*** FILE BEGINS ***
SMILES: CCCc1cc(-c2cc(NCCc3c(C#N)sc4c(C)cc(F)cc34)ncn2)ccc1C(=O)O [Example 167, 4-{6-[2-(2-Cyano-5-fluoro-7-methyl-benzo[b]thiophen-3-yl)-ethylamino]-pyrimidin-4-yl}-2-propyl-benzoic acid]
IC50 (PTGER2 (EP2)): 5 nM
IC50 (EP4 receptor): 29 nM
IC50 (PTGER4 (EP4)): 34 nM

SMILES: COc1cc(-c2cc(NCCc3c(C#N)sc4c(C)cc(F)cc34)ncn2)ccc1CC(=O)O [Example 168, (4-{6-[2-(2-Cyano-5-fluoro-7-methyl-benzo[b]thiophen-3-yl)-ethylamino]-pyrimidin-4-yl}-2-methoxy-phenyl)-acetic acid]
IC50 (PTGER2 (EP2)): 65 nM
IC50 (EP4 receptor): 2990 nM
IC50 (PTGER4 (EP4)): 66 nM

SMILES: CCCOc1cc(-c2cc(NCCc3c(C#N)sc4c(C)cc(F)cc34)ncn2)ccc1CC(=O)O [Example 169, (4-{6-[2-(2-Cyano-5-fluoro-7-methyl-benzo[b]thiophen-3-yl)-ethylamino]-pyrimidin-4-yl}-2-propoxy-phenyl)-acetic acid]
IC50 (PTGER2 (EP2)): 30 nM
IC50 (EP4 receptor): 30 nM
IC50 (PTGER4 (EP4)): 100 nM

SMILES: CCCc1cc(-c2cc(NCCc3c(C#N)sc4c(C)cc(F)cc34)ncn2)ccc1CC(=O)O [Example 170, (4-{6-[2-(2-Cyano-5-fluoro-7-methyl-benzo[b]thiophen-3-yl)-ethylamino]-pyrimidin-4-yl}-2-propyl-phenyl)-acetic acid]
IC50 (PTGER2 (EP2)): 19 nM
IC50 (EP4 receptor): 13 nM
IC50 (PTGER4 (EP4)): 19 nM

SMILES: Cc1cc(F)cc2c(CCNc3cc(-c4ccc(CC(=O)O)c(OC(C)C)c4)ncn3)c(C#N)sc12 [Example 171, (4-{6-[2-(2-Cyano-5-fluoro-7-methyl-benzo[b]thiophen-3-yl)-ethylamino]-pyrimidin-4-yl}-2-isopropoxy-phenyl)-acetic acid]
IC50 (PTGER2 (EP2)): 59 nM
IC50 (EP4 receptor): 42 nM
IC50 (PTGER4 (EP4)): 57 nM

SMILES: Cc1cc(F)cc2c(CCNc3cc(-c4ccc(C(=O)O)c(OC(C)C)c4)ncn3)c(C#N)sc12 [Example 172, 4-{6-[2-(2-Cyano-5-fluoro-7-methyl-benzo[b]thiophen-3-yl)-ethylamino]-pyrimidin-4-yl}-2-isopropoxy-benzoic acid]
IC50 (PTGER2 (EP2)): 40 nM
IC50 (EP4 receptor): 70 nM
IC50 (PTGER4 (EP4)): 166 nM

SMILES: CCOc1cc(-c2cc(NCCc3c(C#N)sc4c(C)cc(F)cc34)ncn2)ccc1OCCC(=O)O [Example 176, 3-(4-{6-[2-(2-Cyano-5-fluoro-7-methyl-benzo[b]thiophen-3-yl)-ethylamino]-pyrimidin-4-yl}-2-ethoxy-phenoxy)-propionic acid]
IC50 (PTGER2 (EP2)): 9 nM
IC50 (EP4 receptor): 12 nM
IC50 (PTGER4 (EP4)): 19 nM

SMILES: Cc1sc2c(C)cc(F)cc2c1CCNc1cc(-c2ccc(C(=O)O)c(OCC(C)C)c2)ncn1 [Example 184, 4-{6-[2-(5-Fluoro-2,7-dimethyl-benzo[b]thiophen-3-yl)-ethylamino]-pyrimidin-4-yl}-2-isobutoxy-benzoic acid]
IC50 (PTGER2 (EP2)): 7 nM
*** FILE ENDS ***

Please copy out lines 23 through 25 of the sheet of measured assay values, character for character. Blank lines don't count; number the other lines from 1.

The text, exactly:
IC50 (EP4 receptor): 70 nM
IC50 (PTGER4 (EP4)): 166 nM

SMILES: CCOc1cc(-c2cc(NCCc3c(C#N)sc4c(C)cc(F)cc34)ncn2)ccc1OCCC(=O)O [Example 176, 3-(4-{6-[2-(2-Cyano-5-fluoro-7-methyl-benzo[b]thiophen-3-yl)-ethylamino]-pyrimidin-4-yl}-2-ethoxy-phenoxy)-propionic acid]